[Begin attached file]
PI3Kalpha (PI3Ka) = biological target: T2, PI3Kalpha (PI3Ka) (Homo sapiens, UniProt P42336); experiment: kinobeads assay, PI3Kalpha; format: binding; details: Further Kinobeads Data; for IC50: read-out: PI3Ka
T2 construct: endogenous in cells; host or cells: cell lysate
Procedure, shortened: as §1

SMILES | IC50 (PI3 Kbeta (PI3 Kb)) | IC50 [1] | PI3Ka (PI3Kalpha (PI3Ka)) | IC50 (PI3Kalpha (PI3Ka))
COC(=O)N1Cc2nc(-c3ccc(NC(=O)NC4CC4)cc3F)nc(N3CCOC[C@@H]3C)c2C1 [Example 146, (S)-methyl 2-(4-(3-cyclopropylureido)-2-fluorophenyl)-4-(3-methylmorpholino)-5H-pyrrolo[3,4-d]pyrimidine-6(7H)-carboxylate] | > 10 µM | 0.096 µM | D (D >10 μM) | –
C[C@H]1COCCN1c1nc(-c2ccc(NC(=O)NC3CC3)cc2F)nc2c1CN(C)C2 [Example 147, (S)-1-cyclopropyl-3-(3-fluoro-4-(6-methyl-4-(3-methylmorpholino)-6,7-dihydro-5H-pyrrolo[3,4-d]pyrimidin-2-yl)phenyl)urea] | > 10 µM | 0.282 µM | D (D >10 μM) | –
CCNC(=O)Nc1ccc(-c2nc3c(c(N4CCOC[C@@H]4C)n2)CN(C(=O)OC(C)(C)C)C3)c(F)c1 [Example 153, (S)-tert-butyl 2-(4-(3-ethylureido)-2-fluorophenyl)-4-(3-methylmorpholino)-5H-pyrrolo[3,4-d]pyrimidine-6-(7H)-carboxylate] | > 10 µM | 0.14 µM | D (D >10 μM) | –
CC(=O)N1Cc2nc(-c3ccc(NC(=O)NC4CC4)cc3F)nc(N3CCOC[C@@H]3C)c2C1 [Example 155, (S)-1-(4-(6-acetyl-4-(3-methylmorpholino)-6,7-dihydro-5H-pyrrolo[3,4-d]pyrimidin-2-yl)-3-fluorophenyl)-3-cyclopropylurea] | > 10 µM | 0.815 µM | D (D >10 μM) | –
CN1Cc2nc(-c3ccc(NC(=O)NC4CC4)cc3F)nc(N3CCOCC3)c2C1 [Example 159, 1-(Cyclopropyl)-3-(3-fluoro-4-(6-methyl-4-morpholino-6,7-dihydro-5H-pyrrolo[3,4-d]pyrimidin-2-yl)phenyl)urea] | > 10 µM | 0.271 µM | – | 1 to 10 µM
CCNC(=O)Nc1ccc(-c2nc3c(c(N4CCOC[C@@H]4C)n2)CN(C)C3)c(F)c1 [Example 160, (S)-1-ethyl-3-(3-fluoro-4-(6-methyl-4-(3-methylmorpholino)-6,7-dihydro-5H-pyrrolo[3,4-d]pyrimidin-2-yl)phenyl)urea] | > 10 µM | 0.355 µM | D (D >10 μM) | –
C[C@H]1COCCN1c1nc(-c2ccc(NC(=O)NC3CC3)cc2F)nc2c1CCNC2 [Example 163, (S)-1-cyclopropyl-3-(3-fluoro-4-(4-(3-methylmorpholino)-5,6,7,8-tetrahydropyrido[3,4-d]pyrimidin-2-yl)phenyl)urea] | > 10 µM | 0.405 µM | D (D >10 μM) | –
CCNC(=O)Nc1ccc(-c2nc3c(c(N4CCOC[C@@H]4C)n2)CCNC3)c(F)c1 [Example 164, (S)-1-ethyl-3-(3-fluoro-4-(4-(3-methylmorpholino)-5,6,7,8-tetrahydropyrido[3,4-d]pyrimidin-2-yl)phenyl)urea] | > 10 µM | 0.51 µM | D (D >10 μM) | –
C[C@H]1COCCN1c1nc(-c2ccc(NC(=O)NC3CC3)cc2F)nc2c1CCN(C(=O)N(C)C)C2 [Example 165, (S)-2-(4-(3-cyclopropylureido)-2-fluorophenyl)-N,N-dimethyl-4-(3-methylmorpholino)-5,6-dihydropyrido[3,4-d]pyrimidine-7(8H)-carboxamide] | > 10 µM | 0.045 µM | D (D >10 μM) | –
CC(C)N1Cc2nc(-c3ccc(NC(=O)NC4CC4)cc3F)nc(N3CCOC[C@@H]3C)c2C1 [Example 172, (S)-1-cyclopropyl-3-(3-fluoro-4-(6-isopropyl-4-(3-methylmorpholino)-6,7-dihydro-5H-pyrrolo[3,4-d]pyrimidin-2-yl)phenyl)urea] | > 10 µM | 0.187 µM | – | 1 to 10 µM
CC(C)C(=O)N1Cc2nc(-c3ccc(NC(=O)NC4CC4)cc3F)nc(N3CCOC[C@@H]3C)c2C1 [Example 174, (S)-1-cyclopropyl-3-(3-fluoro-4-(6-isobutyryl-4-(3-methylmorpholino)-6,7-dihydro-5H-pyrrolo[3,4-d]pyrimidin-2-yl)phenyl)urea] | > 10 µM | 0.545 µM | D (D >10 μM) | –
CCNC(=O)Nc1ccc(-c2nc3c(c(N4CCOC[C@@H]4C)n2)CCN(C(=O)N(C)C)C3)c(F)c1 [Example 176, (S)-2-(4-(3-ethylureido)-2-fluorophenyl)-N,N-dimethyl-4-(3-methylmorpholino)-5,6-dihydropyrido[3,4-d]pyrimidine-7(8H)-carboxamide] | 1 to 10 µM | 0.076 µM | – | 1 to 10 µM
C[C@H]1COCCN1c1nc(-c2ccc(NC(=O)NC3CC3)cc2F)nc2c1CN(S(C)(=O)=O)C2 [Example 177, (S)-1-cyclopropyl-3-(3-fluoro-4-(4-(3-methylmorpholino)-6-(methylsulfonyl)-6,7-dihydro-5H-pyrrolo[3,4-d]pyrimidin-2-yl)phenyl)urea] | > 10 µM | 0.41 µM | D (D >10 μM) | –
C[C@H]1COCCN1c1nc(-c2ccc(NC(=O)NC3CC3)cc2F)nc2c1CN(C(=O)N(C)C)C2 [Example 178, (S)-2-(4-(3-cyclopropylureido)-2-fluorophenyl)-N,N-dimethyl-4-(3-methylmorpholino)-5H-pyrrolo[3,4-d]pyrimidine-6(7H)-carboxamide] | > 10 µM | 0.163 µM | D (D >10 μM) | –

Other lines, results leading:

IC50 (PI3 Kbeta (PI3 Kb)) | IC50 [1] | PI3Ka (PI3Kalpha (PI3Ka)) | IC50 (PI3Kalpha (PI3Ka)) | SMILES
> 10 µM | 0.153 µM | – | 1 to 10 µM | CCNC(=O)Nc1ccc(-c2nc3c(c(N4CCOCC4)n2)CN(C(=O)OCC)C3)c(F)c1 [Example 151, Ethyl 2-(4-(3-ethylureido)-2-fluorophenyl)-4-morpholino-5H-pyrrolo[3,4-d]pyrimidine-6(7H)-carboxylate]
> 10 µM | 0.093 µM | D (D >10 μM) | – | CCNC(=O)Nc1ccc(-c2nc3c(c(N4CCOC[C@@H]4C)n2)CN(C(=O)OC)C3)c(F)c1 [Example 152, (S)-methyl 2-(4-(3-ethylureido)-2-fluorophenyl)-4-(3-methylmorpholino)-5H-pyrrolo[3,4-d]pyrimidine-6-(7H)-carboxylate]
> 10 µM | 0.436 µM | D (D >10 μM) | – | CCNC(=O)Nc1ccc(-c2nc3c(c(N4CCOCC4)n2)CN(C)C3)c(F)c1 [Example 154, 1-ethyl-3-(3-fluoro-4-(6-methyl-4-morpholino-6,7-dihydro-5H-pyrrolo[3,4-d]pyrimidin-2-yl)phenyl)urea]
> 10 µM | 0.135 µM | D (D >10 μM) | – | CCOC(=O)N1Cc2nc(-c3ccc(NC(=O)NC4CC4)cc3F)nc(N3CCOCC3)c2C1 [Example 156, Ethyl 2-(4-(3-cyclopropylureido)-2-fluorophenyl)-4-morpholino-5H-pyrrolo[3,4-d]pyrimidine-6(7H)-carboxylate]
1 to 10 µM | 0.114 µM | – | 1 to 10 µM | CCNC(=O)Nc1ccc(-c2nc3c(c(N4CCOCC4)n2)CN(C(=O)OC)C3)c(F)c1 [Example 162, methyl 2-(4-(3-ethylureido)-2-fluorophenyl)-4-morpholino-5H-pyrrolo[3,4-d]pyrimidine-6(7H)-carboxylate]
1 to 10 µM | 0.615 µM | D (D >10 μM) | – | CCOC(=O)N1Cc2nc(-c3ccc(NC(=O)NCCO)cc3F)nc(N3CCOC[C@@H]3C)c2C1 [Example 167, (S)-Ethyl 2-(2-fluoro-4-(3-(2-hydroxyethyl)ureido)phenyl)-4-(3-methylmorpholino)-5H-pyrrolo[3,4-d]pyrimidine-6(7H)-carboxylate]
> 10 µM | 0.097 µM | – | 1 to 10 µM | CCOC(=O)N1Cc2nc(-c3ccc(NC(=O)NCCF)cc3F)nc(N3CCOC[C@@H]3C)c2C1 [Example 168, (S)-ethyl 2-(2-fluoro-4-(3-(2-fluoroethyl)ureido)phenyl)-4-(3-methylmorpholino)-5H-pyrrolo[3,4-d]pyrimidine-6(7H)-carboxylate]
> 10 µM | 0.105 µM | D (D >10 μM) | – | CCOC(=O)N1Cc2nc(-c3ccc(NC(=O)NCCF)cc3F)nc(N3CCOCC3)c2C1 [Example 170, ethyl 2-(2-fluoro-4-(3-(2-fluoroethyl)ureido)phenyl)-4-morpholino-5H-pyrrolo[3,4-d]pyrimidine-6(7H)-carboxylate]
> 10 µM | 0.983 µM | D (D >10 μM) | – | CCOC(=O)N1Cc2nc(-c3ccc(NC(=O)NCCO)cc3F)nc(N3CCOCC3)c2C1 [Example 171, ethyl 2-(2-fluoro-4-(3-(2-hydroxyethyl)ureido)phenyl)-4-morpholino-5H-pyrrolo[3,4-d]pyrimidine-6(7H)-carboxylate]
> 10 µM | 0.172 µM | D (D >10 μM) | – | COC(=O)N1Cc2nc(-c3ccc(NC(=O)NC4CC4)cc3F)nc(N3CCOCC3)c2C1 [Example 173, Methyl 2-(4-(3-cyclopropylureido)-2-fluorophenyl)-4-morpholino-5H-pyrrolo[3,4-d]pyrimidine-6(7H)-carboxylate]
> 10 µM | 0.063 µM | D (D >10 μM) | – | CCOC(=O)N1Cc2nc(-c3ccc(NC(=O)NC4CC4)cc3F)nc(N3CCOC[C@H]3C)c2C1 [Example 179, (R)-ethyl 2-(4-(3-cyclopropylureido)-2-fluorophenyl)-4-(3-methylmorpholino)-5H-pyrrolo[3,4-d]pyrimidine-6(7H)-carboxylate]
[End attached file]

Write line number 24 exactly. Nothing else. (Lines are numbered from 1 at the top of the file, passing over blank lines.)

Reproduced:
> 10 µM | 0.135 µM | D (D >10 μM) | – | CCOC(=O)N1Cc2nc(-c3ccc(NC(=O)NC4CC4)cc3F)nc(N3CCOCC3)c2C1 [Example 156, Ethyl 2-(4-(3-cyclopropylureido)-2-fluorophenyl)-4-morpholino-5H-pyrrolo[3,4-d]pyrimidine-6(7H)-carboxylate]